Friends in Christ,
From my perspective September feels like the first month of the year. After the carefree days of summer vacation a return to routine, school, and the Fall workweek, makes everything feel like a new beginning. This new beginning provides the opportunity to evaluate how last year transpired and make bold goals for the next cycle of learning and living. Learning is not something reserved for the young among us either. All folks of all ages can continue to grow in Christ, understanding his Word, and practicing the core tenants of the Christian life.
This fall we have plenty of opportunities to grow this Fall, between the numerous Bible studies, and new ministry opportunities. We also grow in our service and fellowship when we eat with each other. Our confirmands are picking up the task of catechesis in their confirmation classes. What is catechesis? How are we all participating in catechesis? How should we pursue catechesis? Read the following excerpt from the book Teaching the Faith at Home, by David L. Reuter. He lays it out well.
WHAT IS CATECHESIS ANYWAY?
“Catechesis? Is it contagious?” I love Hugh Laurie. His portrayal of Gregory House on the television show House was “Must See TV” for me for years. Each week, Dr. House and his team were presented with some rare condition to diagnose that no other group of doctors was able to figure out. In round table form they would run through a barrage of diagnostic possibilities with technical language that left me a bit confused (really, why was sarcoidosis mentioned in just about every episode?) and often caused me to watch the show with medical dictionary in hand.
Catechesis is one of those “churchy” kinds of words that we tend to stray away from to avoid unnecessary confusion not only for new believers but also for longtime members who may have never heard nor understood what it means. Making use of this term in a book such as this may seem to be similar to my armchair medical practice of watching House. Yet, I would argue that when we lose terms like catechesis, we run the risk of losing the essential core of the Church practice that the term defines. So what is catechesis anyway, and why is such a term worth explaining in a culture uninterested in tradition and traditional-sounding terms?
The Greek word katacheo, from which our term catechesis is derived, means “to sound again.” Thus, the educational process of catechesis is the sounding again of the historic truths of the Christian faith from one generation to the next. An elder generation presents the content of our common faith, and the younger generation echoes back what they have learned. Catechesis, then, in its simplest form is a sort of call and response of the truths of the Christian faith. Luther’s Small Catechism exemplifies this in its structure and form. Although there already were catechisms available prior to Luther’s work, his innovation in structuring the book in a question and answer format was new to the genre.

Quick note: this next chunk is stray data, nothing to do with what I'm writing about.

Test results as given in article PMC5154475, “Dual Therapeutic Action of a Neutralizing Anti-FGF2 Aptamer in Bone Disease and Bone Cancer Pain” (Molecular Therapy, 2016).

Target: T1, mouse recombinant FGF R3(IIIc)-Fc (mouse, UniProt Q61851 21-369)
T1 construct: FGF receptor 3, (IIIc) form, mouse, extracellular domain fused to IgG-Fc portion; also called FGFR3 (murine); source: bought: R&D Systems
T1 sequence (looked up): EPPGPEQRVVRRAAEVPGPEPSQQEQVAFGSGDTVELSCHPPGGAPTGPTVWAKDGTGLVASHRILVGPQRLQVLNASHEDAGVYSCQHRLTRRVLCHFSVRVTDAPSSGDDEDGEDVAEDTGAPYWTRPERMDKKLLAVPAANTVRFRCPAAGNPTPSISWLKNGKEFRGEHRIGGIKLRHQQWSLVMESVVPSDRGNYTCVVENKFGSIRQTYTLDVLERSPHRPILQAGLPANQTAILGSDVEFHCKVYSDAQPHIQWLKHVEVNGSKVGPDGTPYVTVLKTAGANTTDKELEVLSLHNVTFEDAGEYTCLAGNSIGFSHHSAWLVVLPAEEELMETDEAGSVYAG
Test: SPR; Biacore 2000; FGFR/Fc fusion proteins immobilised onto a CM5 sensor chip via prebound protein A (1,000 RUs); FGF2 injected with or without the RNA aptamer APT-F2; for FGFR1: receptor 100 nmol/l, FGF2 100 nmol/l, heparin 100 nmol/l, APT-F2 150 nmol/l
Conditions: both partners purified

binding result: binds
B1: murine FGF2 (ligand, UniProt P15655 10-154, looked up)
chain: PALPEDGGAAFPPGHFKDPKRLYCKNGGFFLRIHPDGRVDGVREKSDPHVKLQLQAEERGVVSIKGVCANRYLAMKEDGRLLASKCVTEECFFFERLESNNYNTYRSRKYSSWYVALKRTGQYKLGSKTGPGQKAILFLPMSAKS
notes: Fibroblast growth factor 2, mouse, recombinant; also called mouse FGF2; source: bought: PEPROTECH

In the Preface of his Large Catechism, Luther states substantive reasons why the Christian faithful should continually use the catechism. Both the weighty reasons and the urgency remain today. Luther was concerned with the lack of teaching of the faith that he saw in the churches of his day. I believe that we face a similar crisis today. Churches are full of activity, but may often fail to ensure quality teaching, especially for the young. The Church continues to struggle against the prevailing winds of the culture that seek to instill in emerging generations what Christian Smith calls “Moralistic Therapeutic Deism.” While the culture pushes toward a conception of faith lacking in distinctions, faithful Lutheran pastors, DCEs, teachers, and, most importantly, parents seek with much prayer to impart the unique claims of the Christian faith into the hearts and minds of young people. As Paul teaches in Romans 6, while we are still dead in our sins and wholly incapable of reaching out to God, Christ reaches out to us, removes from us our sins, and restores us to life and a right relationship with the Father through the Holy Spirit.
Catechesis is an educational practice of the Church that provides a portion of the pushing back against the tide of our culture. Through the sounding again of the truths of Scripture, one generation bequeaths to the next the essential core of Christianity. The presentation of the essential core truths of the Christian faith has developed over time, but the foundational structures have been with us for many centuries. What we have in the Small Catechism includes what are known as the Six Chief Parts. They are the Ten Commandments, the Apostles’ Creed, the Lord’s Prayer, Holy Baptism, Confession, and finally Holy Communion. These, along with the Daily Prayers, Table of Duties, and Christian Questions with Their Answers, form the substance of Luther’s Small Catechism.
— Teaching the Faith at Home: What Does This Mean? How Is This Done?: What Does It Mean? How Is This Done? by David Rueter